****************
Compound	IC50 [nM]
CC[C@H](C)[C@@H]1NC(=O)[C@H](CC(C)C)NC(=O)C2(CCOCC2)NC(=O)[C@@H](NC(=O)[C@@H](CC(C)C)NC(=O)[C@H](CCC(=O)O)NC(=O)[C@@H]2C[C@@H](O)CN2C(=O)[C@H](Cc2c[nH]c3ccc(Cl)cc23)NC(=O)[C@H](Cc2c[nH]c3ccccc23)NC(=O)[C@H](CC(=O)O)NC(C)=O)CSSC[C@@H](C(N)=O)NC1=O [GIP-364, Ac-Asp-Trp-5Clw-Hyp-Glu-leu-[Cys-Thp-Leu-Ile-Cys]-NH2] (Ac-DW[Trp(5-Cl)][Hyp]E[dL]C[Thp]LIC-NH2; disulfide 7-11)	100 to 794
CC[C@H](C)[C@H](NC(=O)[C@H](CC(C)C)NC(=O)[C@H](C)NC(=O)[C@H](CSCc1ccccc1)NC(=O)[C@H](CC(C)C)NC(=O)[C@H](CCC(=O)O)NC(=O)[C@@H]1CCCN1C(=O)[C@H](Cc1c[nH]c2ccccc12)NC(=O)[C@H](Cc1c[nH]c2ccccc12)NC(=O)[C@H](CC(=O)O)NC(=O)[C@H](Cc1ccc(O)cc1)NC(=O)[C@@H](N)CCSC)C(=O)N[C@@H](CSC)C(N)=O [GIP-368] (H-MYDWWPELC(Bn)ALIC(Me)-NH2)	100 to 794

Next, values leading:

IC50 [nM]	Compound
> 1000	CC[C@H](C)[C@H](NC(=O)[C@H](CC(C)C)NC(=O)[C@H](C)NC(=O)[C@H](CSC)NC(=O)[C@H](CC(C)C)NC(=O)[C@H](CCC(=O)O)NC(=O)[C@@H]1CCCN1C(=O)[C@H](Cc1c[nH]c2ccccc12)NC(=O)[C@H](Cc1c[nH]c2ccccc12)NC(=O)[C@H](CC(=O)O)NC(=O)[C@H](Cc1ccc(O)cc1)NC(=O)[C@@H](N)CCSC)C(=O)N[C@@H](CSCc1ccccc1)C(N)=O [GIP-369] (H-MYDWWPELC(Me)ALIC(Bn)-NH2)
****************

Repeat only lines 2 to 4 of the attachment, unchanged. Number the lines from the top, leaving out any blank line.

CC[C@H](C)[C@@H]1NC(=O)[C@H](CC(C)C)NC(=O)C2(CCOCC2)NC(=O)[C@@H](NC(=O)[C@@H](CC(C)C)NC(=O)[C@H](CCC(=O)O)NC(=O)[C@@H]2C[C@@H](O)CN2C(=O)[C@H](Cc2c[nH]c3ccc(Cl)cc23)NC(=O)[C@H](Cc2c[nH]c3ccccc23)NC(=O)[C@H](CC(=O)O)NC(C)=O)CSSC[C@@H](C(N)=O)NC1=O [GIP-364, Ac-Asp-Trp-5Clw-Hyp-Glu-leu-[Cys-Thp-Leu-Ile-Cys]-NH2] (Ac-DW[Trp(5-Cl)][Hyp]E[dL]C[Thp]LIC-NH2; disulfide 7-11)	100 to 794
CC[C@H](C)[C@H](NC(=O)[C@H](CC(C)C)NC(=O)[C@H](C)NC(=O)[C@H](CSCc1ccccc1)NC(=O)[C@H](CC(C)C)NC(=O)[C@H](CCC(=O)O)NC(=O)[C@@H]1CCCN1C(=O)[C@H](Cc1c[nH]c2ccccc12)NC(=O)[C@H](Cc1c[nH]c2ccccc12)NC(=O)[C@H](CC(=O)O)NC(=O)[C@H](Cc1ccc(O)cc1)NC(=O)[C@@H](N)CCSC)C(=O)N[C@@H](CSC)C(N)=O [GIP-368] (H-MYDWWPELC(Bn)ALIC(Me)-NH2)	100 to 794

Next, values leading: